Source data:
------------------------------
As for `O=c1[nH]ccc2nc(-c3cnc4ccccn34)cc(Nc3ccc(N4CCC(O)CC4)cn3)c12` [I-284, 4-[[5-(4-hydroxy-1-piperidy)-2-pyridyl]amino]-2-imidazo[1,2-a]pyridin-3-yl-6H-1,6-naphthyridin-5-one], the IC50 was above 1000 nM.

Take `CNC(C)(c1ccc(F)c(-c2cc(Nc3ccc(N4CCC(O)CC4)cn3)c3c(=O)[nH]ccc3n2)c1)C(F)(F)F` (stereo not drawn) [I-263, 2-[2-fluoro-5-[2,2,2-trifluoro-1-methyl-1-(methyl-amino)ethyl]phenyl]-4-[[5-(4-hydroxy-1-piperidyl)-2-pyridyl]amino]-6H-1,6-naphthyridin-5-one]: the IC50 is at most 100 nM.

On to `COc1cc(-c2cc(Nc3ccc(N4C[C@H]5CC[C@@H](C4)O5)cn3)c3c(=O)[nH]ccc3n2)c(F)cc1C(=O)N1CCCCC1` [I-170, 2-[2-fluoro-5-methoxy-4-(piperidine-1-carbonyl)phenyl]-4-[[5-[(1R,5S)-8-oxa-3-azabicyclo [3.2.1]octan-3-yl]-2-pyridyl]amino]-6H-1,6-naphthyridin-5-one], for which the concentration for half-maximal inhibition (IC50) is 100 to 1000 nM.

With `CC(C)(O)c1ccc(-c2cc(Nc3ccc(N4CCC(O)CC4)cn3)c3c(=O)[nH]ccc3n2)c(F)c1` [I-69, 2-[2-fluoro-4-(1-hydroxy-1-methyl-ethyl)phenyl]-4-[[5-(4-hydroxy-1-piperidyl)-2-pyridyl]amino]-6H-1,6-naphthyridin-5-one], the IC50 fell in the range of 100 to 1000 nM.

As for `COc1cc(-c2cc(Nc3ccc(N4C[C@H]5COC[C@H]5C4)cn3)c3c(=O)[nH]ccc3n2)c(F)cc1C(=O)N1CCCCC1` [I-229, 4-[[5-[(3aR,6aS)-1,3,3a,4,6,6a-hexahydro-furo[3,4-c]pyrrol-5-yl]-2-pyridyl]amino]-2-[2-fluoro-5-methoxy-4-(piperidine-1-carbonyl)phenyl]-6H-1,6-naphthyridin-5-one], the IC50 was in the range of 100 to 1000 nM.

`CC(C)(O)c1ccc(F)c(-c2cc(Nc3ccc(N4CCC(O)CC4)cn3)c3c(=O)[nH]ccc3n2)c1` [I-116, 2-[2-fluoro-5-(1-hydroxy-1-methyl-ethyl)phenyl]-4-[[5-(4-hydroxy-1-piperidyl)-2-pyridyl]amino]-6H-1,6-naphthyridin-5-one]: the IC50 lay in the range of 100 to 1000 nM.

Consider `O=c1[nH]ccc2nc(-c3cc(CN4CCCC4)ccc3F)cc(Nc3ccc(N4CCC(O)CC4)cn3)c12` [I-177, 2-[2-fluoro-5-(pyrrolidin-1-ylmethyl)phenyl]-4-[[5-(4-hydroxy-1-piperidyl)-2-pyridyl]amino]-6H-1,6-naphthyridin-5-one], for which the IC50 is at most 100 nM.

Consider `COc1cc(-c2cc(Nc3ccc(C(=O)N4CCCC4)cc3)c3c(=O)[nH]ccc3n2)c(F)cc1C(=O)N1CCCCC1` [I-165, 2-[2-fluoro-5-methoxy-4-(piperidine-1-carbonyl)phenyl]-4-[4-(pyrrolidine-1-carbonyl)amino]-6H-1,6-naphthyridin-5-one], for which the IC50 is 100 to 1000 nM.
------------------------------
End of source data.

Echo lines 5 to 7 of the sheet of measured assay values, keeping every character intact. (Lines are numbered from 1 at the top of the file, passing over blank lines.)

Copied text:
As for `COc1cc(-c2cc(Nc3ccc(N4C[C@H]5COC[C@H]5C4)cn3)c3c(=O)[nH]ccc3n2)c(F)cc1C(=O)N1CCCCC1` [I-229, 4-[[5-[(3aR,6aS)-1,3,3a,4,6,6a-hexahydro-furo[3,4-c]pyrrol-5-yl]-2-pyridyl]amino]-2-[2-fluoro-5-methoxy-4-(piperidine-1-carbonyl)phenyl]-6H-1,6-naphthyridin-5-one], the IC50 was in the range of 100 to 1000 nM.

`CC(C)(O)c1ccc(F)c(-c2cc(Nc3ccc(N4CCC(O)CC4)cn3)c3c(=O)[nH]ccc3n2)c1` [I-116, 2-[2-fluoro-5-(1-hydroxy-1-methyl-ethyl)phenyl]-4-[[5-(4-hydroxy-1-piperidyl)-2-pyridyl]amino]-6H-1,6-naphthyridin-5-one]: the IC50 lay in the range of 100 to 1000 nM.

Consider `O=c1[nH]ccc2nc(-c3cc(CN4CCCC4)ccc3F)cc(Nc3ccc(N4CCC(O)CC4)cn3)c12` [I-177, 2-[2-fluoro-5-(pyrrolidin-1-ylmethyl)phenyl]-4-[[5-(4-hydroxy-1-piperidyl)-2-pyridyl]amino]-6H-1,6-naphthyridin-5-one], for which the IC50 is at most 100 nM.